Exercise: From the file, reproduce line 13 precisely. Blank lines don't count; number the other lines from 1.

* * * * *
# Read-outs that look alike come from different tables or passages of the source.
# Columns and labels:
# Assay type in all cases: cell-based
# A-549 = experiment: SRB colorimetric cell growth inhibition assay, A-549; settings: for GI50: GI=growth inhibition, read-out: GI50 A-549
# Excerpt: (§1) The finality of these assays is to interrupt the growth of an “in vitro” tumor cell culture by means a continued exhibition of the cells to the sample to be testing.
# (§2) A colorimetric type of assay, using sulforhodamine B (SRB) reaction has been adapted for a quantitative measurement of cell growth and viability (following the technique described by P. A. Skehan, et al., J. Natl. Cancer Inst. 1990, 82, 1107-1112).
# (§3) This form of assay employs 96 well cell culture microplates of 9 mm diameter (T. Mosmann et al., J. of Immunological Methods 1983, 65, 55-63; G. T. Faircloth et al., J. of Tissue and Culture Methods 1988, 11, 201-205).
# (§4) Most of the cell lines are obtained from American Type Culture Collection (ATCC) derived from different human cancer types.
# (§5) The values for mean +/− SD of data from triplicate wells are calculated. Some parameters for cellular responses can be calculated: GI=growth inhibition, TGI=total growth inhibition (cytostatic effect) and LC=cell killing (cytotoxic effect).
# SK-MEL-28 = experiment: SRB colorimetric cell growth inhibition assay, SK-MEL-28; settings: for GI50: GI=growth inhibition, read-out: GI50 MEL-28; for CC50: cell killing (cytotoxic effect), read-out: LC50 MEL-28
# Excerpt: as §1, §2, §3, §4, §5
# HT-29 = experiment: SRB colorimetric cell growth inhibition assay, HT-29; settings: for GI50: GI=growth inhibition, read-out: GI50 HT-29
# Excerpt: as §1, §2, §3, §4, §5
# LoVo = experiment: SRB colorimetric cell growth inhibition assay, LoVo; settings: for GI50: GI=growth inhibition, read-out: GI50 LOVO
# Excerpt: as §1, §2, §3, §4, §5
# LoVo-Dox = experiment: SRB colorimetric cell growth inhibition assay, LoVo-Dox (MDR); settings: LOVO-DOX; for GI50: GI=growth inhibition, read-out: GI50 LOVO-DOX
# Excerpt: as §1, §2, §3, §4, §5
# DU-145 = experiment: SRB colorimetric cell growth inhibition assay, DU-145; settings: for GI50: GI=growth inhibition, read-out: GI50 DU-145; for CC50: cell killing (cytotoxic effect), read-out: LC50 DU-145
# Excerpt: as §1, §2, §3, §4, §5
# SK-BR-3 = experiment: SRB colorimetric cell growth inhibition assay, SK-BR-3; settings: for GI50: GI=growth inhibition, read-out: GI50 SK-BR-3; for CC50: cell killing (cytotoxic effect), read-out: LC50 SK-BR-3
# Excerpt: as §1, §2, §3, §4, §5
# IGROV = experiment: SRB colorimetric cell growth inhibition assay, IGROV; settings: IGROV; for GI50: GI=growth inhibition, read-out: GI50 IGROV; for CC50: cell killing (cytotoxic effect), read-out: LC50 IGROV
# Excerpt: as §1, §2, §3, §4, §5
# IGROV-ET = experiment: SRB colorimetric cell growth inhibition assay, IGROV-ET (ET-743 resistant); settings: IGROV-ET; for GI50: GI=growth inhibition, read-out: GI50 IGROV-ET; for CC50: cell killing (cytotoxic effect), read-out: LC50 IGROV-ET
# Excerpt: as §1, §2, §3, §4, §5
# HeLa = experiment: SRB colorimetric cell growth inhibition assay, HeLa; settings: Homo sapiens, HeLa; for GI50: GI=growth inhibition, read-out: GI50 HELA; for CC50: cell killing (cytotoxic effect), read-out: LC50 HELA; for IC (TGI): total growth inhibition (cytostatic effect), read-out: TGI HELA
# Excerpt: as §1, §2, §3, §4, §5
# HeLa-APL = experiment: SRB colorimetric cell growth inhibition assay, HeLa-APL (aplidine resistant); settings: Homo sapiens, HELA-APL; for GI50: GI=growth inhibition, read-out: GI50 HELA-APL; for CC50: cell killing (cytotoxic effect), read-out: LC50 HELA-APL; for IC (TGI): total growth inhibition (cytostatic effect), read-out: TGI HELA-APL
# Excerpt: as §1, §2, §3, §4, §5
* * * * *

# Excerpt: as §1, §2, §3, §4, §5